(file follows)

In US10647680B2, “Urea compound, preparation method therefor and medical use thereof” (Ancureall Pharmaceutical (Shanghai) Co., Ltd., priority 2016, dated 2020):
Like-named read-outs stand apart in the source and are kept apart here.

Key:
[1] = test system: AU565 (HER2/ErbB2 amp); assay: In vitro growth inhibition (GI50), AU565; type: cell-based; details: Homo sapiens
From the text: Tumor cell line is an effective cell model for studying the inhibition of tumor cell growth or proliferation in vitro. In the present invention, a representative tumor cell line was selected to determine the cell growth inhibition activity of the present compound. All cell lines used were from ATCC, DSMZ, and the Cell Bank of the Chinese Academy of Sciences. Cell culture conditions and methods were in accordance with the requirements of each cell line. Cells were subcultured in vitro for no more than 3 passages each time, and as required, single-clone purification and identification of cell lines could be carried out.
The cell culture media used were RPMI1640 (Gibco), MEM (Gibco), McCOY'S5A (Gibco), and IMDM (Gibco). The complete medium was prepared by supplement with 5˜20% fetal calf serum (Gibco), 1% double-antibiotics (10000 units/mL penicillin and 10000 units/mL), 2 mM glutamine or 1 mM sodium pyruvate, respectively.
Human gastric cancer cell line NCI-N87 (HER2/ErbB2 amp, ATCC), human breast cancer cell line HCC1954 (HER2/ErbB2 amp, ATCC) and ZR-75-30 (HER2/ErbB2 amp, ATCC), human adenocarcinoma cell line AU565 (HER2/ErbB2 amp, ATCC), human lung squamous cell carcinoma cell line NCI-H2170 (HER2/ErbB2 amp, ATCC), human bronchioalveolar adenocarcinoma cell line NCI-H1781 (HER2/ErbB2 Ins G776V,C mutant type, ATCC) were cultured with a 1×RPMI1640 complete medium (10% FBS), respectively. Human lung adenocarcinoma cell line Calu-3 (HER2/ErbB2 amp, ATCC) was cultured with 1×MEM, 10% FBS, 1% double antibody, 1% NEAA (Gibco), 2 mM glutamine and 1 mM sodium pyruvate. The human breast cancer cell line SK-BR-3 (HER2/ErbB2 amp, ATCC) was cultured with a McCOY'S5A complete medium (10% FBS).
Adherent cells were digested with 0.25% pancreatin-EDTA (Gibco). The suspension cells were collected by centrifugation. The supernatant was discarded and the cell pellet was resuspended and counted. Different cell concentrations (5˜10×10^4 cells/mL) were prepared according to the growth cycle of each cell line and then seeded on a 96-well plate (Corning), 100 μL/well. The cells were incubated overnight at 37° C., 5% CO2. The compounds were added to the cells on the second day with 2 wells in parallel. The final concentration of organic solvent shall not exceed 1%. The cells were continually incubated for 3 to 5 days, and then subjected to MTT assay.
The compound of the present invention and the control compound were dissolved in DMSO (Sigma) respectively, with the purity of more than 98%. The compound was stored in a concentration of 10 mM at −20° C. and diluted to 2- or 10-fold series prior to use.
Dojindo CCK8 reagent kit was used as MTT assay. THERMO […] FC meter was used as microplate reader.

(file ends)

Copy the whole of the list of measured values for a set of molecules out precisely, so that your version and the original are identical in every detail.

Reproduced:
In US10647680B2, “Urea compound, preparation method therefor and medical use thereof” (Ancureall Pharmaceutical (Shanghai) Co., Ltd., priority 2016, dated 2020):
Like-named read-outs stand apart in the source and are kept apart here.

Key:
[1] = test system: AU565 (HER2/ErbB2 amp); assay: In vitro growth inhibition (GI50), AU565; type: cell-based; details: Homo sapiens
From the text: Tumor cell line is an effective cell model for studying the inhibition of tumor cell growth or proliferation in vitro. In the present invention, a representative tumor cell line was selected to determine the cell growth inhibition activity of the present compound. All cell lines used were from ATCC, DSMZ, and the Cell Bank of the Chinese Academy of Sciences. Cell culture conditions and methods were in accordance with the requirements of each cell line. Cells were subcultured in vitro for no more than 3 passages each time, and as required, single-clone purification and identification of cell lines could be carried out.
The cell culture media used were RPMI1640 (Gibco), MEM (Gibco), McCOY'S5A (Gibco), and IMDM (Gibco). The complete medium was prepared by supplement with 5˜20% fetal calf serum (Gibco), 1% double-antibiotics (10000 units/mL penicillin and 10000 units/mL), 2 mM glutamine or 1 mM sodium pyruvate, respectively.
Human gastric cancer cell line NCI-N87 (HER2/ErbB2 amp, ATCC), human breast cancer cell line HCC1954 (HER2/ErbB2 amp, ATCC) and ZR-75-30 (HER2/ErbB2 amp, ATCC), human adenocarcinoma cell line AU565 (HER2/ErbB2 amp, ATCC), human lung squamous cell carcinoma cell line NCI-H2170 (HER2/ErbB2 amp, ATCC), human bronchioalveolar adenocarcinoma cell line NCI-H1781 (HER2/ErbB2 Ins G776V,C mutant type, ATCC) were cultured with a 1×RPMI1640 complete medium (10% FBS), respectively. Human lung adenocarcinoma cell line Calu-3 (HER2/ErbB2 amp, ATCC) was cultured with 1×MEM, 10% FBS, 1% double antibody, 1% NEAA (Gibco), 2 mM glutamine and 1 mM sodium pyruvate. The human breast cancer cell line SK-BR-3 (HER2/ErbB2 amp, ATCC) was cultured with a McCOY'S5A complete medium (10% FBS).
Adherent cells were digested with 0.25% pancreatin-EDTA (Gibco). The suspension cells were collected by centrifugation. The supernatant was discarded and the cell pellet was resuspended and counted. Different cell concentrations (5˜10×10^4 cells/mL) were prepared according to the growth cycle of each cell line and then seeded on a 96-well plate (Corning), 100 μL/well. The cells were incubated overnight at 37° C., 5% CO2. The compounds were added to the cells on the second day with 2 wells in parallel. The final concentration of organic solvent shall not exceed 1%. The cells were continually incubated for 3 to 5 days, and then subjected to MTT assay.
The compound of the present invention and the control compound were dissolved in DMSO (Sigma) respectively, with the purity of more than 98%. The compound was stored in a concentration of 10 mM at −20° C. and diluted to 2- or 10-fold series prior to use.
Dojindo CCK8 reagent kit was used as MTT assay. THERMO […] FC meter was used as microplate reader.